If you know your culture and how to assess cultural fit, it is easy to hire.
A recent Australian study showed that 72% of managers believe that they hired someone who was a good cultural fit. That shows that 28% of managers did not believe they had, or didn’t worry about cultural elements.
If you have difficulty in determining who may or may not fit into your business, then hiring can be hit-and-miss.
Ask yourself a few fundamental cultural questions about your company and the role being recruited:
- What is it like to work here?
- How do people get things done?
- What do we value?
- What values do we hold and how do our people work to our values?
- What do we value in how we and others work?
- What are the most important factors in someone succeeding in the role?
- What have we learnt from others who have recently joined or left us?
- Can we distinguish between a trainable weakness and a fatal flaw?
Then consider your selection and interviewing approach:
- If there is “no compromise on culture”, what are we willing to trade off in terms of skills and experience?
- How should we assess behaviours and cultural fit – do we have structured interviewing tools? Do we have psychological assessment tools available?
- Who should be part of our interviewing panel when assessing candidates against our culture? For example, other managers and team colleagues.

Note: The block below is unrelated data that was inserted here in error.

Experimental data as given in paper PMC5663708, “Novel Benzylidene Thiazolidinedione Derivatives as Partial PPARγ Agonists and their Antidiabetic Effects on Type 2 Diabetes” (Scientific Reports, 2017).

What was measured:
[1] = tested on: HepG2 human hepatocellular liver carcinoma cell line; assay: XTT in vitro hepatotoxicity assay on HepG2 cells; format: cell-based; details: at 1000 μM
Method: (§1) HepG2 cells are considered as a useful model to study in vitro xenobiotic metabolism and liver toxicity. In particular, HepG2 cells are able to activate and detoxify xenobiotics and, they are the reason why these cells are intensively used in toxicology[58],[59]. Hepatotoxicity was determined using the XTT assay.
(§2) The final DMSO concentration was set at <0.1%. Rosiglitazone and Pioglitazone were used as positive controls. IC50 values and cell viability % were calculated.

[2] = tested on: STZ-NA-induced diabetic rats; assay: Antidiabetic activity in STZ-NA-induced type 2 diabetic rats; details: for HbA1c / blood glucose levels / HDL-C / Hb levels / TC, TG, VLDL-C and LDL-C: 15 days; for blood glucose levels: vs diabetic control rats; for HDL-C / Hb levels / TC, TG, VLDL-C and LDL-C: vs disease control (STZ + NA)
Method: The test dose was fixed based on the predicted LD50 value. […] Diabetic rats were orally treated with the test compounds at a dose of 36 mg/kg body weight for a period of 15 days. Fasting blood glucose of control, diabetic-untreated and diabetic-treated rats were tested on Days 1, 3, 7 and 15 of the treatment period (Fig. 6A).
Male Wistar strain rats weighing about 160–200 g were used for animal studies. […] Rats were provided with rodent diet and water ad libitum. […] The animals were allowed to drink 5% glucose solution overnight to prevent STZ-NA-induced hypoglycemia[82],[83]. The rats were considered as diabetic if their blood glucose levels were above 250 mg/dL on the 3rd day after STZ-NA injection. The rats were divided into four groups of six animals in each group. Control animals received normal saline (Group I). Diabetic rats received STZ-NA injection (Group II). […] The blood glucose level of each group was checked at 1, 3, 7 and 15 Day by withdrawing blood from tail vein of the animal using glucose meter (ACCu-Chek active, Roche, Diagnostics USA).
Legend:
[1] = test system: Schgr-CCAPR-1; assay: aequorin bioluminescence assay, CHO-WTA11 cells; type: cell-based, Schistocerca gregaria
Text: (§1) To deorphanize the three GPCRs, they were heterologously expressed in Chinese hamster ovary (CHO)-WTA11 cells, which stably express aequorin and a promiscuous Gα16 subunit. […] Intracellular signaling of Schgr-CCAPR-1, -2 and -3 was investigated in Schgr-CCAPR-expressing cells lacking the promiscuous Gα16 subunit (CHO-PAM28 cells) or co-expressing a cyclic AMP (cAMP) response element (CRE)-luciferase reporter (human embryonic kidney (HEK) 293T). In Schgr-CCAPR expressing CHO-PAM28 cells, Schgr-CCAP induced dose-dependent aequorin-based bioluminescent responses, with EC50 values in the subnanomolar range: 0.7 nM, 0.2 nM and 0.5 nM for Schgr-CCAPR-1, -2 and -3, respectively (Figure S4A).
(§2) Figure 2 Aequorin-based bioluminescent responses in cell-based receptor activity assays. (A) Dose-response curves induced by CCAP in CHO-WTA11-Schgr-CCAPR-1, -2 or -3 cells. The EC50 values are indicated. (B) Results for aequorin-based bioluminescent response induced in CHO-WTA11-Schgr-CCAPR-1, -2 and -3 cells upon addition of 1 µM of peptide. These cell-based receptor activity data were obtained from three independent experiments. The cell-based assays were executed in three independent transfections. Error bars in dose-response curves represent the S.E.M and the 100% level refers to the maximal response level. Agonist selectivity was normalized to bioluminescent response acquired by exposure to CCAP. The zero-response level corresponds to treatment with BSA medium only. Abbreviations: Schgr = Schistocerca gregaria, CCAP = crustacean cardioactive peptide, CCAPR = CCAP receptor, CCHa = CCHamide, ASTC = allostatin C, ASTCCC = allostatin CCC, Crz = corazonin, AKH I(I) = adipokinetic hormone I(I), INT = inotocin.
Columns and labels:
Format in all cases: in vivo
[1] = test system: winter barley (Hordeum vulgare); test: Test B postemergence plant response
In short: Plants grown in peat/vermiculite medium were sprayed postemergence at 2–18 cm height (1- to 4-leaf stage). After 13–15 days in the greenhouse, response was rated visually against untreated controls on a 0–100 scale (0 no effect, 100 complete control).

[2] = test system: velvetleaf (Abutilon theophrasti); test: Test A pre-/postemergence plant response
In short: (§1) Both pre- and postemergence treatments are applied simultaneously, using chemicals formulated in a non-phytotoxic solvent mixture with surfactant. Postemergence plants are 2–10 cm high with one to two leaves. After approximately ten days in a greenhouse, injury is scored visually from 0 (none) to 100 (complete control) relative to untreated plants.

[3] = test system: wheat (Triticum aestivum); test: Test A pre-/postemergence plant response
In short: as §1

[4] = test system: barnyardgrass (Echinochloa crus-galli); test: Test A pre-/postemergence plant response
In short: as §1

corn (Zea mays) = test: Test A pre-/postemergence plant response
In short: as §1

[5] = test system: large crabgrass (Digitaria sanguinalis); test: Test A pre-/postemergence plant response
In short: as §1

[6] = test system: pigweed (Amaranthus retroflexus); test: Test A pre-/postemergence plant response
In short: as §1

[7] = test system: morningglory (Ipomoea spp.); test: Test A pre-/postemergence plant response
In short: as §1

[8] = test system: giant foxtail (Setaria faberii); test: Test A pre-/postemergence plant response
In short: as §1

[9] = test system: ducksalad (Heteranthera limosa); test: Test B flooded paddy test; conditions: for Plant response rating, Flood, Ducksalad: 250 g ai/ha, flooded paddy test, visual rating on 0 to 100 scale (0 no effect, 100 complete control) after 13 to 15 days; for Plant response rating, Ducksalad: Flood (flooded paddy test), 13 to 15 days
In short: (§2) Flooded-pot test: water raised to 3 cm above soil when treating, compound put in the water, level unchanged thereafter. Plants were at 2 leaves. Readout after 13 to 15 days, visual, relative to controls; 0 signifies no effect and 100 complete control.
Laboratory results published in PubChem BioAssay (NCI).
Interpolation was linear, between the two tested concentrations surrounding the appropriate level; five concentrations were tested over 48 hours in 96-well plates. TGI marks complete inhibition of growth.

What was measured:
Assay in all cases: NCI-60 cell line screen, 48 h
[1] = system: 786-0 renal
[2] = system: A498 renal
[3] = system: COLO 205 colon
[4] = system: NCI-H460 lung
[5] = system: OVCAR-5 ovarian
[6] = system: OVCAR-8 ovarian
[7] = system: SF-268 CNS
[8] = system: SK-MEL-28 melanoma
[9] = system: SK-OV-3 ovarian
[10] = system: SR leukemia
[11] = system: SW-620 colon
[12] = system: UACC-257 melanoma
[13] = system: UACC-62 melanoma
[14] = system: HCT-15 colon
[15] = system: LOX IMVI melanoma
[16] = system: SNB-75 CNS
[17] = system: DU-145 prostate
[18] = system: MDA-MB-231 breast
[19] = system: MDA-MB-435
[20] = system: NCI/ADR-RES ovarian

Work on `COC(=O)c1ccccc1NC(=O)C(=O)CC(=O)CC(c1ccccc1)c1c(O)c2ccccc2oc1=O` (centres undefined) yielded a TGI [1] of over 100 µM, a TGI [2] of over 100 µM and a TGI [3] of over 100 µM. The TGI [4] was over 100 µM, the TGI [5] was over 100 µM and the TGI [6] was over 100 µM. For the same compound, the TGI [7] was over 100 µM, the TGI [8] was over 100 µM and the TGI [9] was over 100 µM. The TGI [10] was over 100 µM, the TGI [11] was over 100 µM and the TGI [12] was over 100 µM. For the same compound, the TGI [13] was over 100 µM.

And just when you think you know the cultural fit required, consider that this may not always be a good thing:
- Perhaps cultural fit is overrated in your environment. Have you had team members in the past that were not initially a great cultural fit but were top contributors individually and within the team?
- Is the current culture holding you back in some areas? Maybe you need a change agent to shake things up a bit. This can encourage innovation and team improvement – but you must go in with your eyes open and manage the team dynamics carefully.
- Is your team a bit homogeneous? Is (good) “cultural fit” leaning towards (dangerous) “group think”? A mixture of behavioural attributes in the team might help freshen things up.
- Have you really assessed the “fundamental cultural questions” listed above? Are you working with a well thought out understanding of your cultural requirements, or are you just using “cultural fit” as a synonym for more people like Bill, or Jane, or yourself?
And remember, of course, that culture is a demonstrated set of values, attitudes and behaviours as they relate to a candidate’s approach to work. It is not age, gender, ethnicity, body shape, religion, sexual orientation or any other factor that would be considered discrimination.
For most companies, the cultural fit of a candidate is vital to a successful hire. It is better to invest time, use structured interview tools and assessments and involve others in the hiring decision.